Biddy "Auntie" Mason

Bridget “Biddy” Mason (August 15, 1818 – January 15, 1891) was an African-American nurse and a Californian real estate entrepreneur and philanthropist. She is the founder of the First African Methodist Episcopal Church in Los Angeles, California. Born a slave, she developed a variety of skills and developed knowledge of medicine, child care, and livestock care. In California, she successfully petitioned a court for her freedom.

The only known photograph of Biddy Mason.

Biddy Mason was born into slavery on August 15, 1818. Her exact birthplace is unknown. Different sources cite either Hancock County, Mississippi or Hancock County, Georgia as her birthplace. She was given the name Bridget with no surname and was later nicknamed Biddy. At an early age, she was taken from her parents and moved to the plantation of another slave owner. Although records during her youth are incomplete, she spent most of her time on a plantation owned by John Smithson.

In December 1855 Robert Smith, fearing losing his slaves, decided to move with them to Texas, a slave state. However, the Owens family had a vested interest in Biddy Mason and her family as one of the sons was romantically involved with Mason’s 17-year-old daughter.  When Robert Owens told the Los Angeles County Sheriff that slaves were being illegally held, he gathered a posse which including Owens and his sons, other cowboys and vaqueros from the Owens ranch.  The posse apprehended Smith’s wagon train in Cajon Pass, California en route to Texas and prevented him from leaving the state.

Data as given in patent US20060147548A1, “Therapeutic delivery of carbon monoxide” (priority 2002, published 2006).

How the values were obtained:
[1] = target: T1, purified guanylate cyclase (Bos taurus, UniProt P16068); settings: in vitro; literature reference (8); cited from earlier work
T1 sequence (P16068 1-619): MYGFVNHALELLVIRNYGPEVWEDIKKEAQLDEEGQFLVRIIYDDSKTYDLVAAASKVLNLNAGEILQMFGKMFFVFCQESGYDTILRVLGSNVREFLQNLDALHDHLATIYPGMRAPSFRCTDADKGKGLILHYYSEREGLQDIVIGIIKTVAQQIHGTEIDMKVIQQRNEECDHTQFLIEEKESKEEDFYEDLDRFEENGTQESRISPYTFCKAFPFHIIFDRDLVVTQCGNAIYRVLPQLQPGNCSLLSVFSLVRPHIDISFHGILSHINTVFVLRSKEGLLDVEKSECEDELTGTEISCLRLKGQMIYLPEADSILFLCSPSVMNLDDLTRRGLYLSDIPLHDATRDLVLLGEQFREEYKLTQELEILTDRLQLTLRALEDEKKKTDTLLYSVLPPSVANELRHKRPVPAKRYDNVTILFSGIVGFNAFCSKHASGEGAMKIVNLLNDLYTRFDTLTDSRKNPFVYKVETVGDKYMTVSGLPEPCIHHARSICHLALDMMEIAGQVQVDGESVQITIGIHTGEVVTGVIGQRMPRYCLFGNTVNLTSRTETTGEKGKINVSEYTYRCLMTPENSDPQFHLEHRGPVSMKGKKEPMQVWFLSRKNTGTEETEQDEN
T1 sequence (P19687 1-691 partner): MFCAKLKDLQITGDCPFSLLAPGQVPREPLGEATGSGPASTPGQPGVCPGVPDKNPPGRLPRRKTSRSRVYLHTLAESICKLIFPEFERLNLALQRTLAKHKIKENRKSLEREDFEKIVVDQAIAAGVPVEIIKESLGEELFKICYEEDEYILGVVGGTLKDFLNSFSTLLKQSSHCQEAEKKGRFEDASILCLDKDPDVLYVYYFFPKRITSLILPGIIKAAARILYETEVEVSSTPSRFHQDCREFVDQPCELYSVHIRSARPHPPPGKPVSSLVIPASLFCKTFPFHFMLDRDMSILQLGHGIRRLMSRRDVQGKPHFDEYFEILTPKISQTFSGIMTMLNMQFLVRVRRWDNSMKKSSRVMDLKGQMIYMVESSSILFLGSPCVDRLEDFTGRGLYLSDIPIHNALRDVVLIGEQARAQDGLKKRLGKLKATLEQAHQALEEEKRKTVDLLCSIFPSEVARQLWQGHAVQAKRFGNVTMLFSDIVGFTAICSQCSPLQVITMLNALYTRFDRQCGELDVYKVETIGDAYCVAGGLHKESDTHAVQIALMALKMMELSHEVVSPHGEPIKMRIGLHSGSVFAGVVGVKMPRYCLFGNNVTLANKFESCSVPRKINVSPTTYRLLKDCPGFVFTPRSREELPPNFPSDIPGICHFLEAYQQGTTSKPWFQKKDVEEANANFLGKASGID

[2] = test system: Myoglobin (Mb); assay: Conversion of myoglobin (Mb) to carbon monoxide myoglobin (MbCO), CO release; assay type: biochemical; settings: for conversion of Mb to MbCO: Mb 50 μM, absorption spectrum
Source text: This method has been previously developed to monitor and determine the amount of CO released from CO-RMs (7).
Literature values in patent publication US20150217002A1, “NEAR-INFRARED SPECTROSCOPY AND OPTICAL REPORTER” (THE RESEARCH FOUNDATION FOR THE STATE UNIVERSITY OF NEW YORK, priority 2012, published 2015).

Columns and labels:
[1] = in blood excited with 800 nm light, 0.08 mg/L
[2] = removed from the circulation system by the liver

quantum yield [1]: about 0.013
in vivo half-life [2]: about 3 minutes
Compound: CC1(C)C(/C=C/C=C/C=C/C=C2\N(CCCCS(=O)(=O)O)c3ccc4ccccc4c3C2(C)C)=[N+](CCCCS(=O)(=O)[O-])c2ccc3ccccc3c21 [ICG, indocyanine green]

Biddy Mason. Born a slave, died one of the wealthiest women in America.

After spending five years enslaved in a “free” state Bridget Mason challenged Robert Smith for her freedom.  On January 19, 1856, she petitioned the court for freedom for herself and her extended family of 13 women and children. Los Angeles District Judge Benjamin Hayes took three days before handing down his ruling in favor Mason and her extended family.

After becoming free, Mason and her daughters moved in with Robert Owens, the father of Charles Owens and a well-known Los Angeles businessman. Her daughter Ellen would eventually marry Charles Owens. Mason worked in Los Angeles as a nurse and midwife, delivering hundreds of babies during her career. Using her knowledge of herbal remedies, she risked her life to care for those affected by the smallpox epidemic in Los Angeles.

Saving carefully, she was one of the first African American women to own land in Los Angeles. As a businesswoman, she amassed a relatively large fortune of nearly $300,000 (nearly $6M today), which she shared generously with charities. Mason also fed and sheltered the poor, and visited prisoners. She was instrumental in founding a traveler’s aid center, and a school and day care center for black children, open to any child who had nowhere else to go. Because of her kind and giving spirit, many called her “Auntie Mason” or “Grandma Mason.”

In 1872, along with her son-in-law Charles Owens, Mason was a founding member of First African Methodist Episcopal Church of Los Angeles, the city’s first black church. The organizing meetings were held in her home on Spring Street. She also helped to establish the first elementary school for black children in Los Angeles.

To learn more about Biddy Mason’s enormous contributions to Los Angeles and to meet some of DTLA’s great black entrepreneurs, book our Biddy Mason Black Entrepreneurs of DTLA Tour today!